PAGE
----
Not surprisingly, I cited Europe to bolster my case. The tax burden has increased enormously in Europe over the past several decades, but that obviously hasn’t prevented a fiscal crisis in nations such as Greece and Portugal. And tax hikes haven’t precluded deteriorating conditions in countries such as Belgium and France. But I also cited Illinois, which just got downgraded by Moody’s – even though state politicians just imposed a record tax hike.
This caused some angst for a lefty blogger in Illinois, who wrote that, “Operational spending is down since the Illinois tax hike.”
I gather he thinks this is some sort of gotcha moment, but two sentences later he admits that, “If Illinois hadn’t increased its taxes, it would’ve had to cut $7 billion more from spending to balance its budget.”
In other words, his post confirms my point about higher taxes translating into higher spending. He openly admits that the tax hike was a substitute for spending restraint.
What makes his concession so remarkable is that my argument wasn’t even based on one-year fiscal decisions. I”m much more concerned with trend lines, and you can see from the chart that Illinois politicians have been promiscuously profligate in recent years.
Indeed, I developed “Mitchell’s Golden Rule” to underscore the importance of restraining the burden of government so that, over time, it grows slower than the private economy. That obviously hasn’t been happening in Illinois in recent decades – and it’s not likely to happen in future decades if politicians figure out ways of grabbing more revenue.
Speaking of revenue, my accidental friend from Illinois also tries to debunk my point about the Laffer Curve by writing that, “The Commission on Government Forecasting and Accountability has repeatedly said this year that revenues from the tax increase are coming in as the ‘politicians’ expected.”
Well, I don’t know about you, but this is not exactly a rigorous rebuttal. He doesn’t provide a revenue forecast from the pre-tax-hike era or a more recent forecast from the post-tax-hike era, so we can’t make any comparisons. Instead, we’re supposed to blindly accept vague assurances from some Commission.
This doesn’t mean that forecasts don’t exist or that the bureaucrats were wrong about their short-run projections. But that’s not the main issue. The key question is what will happen to revenue over a period of years, particularly once entrepreneurs, investors, and businesses have time to adjust their behavior in response to the more onerous tax regime.
The changes can be enormous, as demonstrated in this post showing how rich people paid five times as much federal income tax after Reagan cut the top tax rate from 70 percent to 28 percent.
It will take a few years before we have a decent idea about the consequences of the Illinois tax hike. But since Illinois is copying European-style fiscal policy, don’t be too surprised if the result is European-style economic malaise.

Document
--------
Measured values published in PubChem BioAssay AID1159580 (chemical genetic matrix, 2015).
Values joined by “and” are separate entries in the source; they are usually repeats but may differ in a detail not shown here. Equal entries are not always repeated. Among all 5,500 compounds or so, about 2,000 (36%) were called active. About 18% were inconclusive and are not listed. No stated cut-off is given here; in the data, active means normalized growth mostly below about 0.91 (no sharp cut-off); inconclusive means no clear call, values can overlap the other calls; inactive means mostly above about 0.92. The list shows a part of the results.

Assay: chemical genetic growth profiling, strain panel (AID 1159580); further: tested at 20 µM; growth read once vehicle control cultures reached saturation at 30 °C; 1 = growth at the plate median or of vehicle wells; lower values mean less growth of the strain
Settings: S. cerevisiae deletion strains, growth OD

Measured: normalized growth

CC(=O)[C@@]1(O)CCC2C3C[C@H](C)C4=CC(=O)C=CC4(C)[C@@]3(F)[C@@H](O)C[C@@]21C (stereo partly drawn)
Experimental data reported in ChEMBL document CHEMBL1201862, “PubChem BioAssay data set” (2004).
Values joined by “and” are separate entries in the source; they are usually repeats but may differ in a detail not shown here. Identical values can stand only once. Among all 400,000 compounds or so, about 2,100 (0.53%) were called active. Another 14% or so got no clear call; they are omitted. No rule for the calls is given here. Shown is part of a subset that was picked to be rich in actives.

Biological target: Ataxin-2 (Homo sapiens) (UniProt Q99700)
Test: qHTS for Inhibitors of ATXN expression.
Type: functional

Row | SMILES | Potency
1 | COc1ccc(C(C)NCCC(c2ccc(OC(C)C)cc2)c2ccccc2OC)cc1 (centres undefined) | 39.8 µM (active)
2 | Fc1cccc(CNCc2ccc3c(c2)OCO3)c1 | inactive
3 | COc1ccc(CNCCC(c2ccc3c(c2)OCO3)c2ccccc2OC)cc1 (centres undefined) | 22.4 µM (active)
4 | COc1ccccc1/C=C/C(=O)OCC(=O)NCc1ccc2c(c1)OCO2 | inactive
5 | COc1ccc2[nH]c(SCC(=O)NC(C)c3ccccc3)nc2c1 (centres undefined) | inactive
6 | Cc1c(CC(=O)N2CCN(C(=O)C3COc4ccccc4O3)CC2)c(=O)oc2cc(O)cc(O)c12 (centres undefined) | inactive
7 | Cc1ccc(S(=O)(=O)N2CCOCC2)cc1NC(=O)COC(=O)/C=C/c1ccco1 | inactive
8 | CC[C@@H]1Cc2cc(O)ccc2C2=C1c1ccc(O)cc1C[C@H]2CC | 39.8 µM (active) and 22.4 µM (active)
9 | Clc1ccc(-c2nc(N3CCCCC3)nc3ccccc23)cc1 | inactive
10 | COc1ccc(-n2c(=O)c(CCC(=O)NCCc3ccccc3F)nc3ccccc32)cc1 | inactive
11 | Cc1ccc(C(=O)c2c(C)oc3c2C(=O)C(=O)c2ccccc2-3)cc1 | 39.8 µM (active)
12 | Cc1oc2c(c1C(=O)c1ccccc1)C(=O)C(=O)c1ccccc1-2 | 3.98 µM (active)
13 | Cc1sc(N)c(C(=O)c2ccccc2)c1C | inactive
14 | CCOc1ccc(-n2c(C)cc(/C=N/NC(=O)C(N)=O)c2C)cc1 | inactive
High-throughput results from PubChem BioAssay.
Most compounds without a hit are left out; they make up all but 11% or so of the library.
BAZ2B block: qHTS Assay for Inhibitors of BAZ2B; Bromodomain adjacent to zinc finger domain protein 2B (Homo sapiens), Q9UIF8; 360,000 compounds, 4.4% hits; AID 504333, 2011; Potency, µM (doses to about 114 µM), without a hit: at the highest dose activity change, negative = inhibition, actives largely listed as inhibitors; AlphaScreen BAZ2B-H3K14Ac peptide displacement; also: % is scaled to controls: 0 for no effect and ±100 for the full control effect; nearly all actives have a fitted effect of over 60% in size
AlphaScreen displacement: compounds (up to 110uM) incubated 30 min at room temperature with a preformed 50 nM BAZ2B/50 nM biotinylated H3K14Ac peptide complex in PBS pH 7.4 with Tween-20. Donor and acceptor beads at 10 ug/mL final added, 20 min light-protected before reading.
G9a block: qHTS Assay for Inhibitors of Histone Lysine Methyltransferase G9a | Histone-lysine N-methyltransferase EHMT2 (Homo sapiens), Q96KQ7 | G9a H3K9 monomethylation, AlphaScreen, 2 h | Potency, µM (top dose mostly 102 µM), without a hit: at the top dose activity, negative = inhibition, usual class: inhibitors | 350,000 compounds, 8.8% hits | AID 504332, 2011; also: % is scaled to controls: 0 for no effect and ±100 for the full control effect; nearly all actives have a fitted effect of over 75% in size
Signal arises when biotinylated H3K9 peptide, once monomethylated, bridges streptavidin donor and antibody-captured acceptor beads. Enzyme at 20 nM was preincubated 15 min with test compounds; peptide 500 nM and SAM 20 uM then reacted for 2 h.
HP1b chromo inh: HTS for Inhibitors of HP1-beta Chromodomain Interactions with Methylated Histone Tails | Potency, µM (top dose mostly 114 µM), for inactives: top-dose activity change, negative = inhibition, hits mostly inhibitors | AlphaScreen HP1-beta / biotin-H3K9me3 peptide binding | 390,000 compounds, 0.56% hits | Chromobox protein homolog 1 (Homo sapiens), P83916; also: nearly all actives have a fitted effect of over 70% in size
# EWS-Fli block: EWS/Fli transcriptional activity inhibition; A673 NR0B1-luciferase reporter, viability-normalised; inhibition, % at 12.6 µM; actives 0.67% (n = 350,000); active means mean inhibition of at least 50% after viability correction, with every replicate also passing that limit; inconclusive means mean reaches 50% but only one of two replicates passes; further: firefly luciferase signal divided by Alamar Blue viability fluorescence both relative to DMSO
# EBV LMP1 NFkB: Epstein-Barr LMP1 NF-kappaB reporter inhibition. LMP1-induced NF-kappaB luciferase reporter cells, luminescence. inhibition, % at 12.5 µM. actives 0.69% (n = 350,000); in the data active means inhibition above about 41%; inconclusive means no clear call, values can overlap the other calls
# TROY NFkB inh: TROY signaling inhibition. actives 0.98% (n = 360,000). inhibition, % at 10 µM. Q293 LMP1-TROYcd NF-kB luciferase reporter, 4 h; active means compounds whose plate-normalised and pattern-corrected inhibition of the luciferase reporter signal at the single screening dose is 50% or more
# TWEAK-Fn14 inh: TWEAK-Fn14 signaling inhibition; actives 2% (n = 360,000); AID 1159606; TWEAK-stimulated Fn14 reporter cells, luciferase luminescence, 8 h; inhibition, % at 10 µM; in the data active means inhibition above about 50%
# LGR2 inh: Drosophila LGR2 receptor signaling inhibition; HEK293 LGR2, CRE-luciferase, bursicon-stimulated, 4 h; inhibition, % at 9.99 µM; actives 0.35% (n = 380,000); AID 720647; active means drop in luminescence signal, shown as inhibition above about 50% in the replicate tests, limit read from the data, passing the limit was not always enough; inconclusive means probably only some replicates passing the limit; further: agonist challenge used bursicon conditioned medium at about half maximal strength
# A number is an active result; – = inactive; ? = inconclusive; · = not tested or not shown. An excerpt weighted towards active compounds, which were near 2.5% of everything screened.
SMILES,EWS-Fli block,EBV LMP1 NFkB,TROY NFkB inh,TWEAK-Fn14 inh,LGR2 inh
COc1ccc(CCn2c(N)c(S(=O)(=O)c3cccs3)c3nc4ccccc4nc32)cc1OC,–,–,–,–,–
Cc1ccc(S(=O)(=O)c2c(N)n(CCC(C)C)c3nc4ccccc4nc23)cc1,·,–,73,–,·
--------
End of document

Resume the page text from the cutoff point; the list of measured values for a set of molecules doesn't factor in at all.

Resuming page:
Gingrich steals Romney's cloak of electability as president: "Newt Gingrich didn't just beat Mitt Romney in Saturday's South Carolina primary, the former House speaker kicked away one of the main pillars of his rival's election campaign. Exit polling data shows Gingrich convinced voters he would be the toughest Republican opponent against President Barack Obama in the November general election. Electability - Republican campaign-speak for a candidate's ability to beat Obama - had been one of Romney's top selling points until Saturday."
Croats vote in EU membership referendum: "Croatians are voting in a nationwide referendum on whether to join the debt-stricken European Union. The Sunday vote is a test of how much the 27-nation bloc has lost its luster with its troubled economies and bickering leaders. A pre-vote survey suggests that between 56 and 60 percent of those who take part will answer "yes" to the question: "Do you support the membership of the Republic of Croatia in the European Union?" Those who support the EU say the Balkan country's troubled economy could only profit from entering the bloc's wider markets. Opponents say Croatia has nothing to gain by entering and will only lose its sovereignty and national identity."
Finnish presidential election headed for runoff: "Ex-finance minister Sauli Niinisto holds a clear lead in a field of eight candidates but surveys indicate he will not capture the required majority to win the first round. The vote comes as the Nordic country braces for cutbacks amid a European financial crisis that threatens the economy and the top credit rating of the eurozone member. The president has a largely ceremonial role and is not involved in daily politics, but is considered an important shaper of public opinion in the nation of 5.3 million on the fringes of northeastern Europe. Among those challenging Niinisto is Timo Soini, the stocky, plain-talking populist leader who has become the face of Finland's growing doubts about the euro. His True Finns party made stunning gains to win 19 percent of votes in parliamentary elections last year"